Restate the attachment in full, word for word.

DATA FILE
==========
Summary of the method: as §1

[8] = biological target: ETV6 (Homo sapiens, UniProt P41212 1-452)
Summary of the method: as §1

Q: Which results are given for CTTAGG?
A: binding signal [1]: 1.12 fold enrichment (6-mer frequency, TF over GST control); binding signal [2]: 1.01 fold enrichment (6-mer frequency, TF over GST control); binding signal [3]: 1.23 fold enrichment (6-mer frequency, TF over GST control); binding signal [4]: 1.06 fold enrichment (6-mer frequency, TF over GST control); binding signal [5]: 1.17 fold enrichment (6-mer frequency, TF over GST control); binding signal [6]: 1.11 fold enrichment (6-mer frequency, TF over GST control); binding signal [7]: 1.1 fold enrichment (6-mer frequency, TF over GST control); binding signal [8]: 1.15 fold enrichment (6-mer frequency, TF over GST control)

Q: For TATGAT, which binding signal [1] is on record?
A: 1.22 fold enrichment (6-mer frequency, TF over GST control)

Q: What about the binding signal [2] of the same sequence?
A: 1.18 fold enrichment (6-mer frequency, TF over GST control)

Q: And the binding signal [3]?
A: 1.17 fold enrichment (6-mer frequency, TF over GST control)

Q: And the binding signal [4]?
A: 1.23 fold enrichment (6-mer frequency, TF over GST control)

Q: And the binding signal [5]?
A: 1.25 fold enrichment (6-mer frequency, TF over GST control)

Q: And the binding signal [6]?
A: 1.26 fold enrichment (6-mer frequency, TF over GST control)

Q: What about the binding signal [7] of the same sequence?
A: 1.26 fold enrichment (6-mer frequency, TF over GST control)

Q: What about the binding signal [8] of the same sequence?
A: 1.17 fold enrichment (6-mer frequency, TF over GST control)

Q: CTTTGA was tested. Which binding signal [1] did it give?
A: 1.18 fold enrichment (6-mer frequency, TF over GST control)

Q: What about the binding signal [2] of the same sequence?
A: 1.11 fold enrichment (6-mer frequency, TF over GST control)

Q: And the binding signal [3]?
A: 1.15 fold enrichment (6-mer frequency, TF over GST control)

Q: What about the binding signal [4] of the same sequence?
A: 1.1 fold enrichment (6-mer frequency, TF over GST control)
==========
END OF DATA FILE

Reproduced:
Summary of the method: as §1

[8] = biological target: ETV6 (Homo sapiens, UniProt P41212 1-452)
Summary of the method: as §1

Q: Which results are given for CTTAGG?
A: binding signal [1]: 1.12 fold enrichment (6-mer frequency, TF over GST control); binding signal [2]: 1.01 fold enrichment (6-mer frequency, TF over GST control); binding signal [3]: 1.23 fold enrichment (6-mer frequency, TF over GST control); binding signal [4]: 1.06 fold enrichment (6-mer frequency, TF over GST control); binding signal [5]: 1.17 fold enrichment (6-mer frequency, TF over GST control); binding signal [6]: 1.11 fold enrichment (6-mer frequency, TF over GST control); binding signal [7]: 1.1 fold enrichment (6-mer frequency, TF over GST control); binding signal [8]: 1.15 fold enrichment (6-mer frequency, TF over GST control)

Q: For TATGAT, which binding signal [1] is on record?
A: 1.22 fold enrichment (6-mer frequency, TF over GST control)

Q: What about the binding signal [2] of the same sequence?
A: 1.18 fold enrichment (6-mer frequency, TF over GST control)

Q: And the binding signal [3]?
A: 1.17 fold enrichment (6-mer frequency, TF over GST control)

Q: And the binding signal [4]?
A: 1.23 fold enrichment (6-mer frequency, TF over GST control)

Q: And the binding signal [5]?
A: 1.25 fold enrichment (6-mer frequency, TF over GST control)

Q: And the binding signal [6]?
A: 1.26 fold enrichment (6-mer frequency, TF over GST control)

Q: What about the binding signal [7] of the same sequence?
A: 1.26 fold enrichment (6-mer frequency, TF over GST control)

Q: What about the binding signal [8] of the same sequence?
A: 1.17 fold enrichment (6-mer frequency, TF over GST control)

Q: CTTTGA was tested. Which binding signal [1] did it give?
A: 1.18 fold enrichment (6-mer frequency, TF over GST control)

Q: What about the binding signal [2] of the same sequence?
A: 1.11 fold enrichment (6-mer frequency, TF over GST control)

Q: And the binding signal [3]?
A: 1.15 fold enrichment (6-mer frequency, TF over GST control)

Q: What about the binding signal [4] of the same sequence?
A: 1.1 fold enrichment (6-mer frequency, TF over GST control)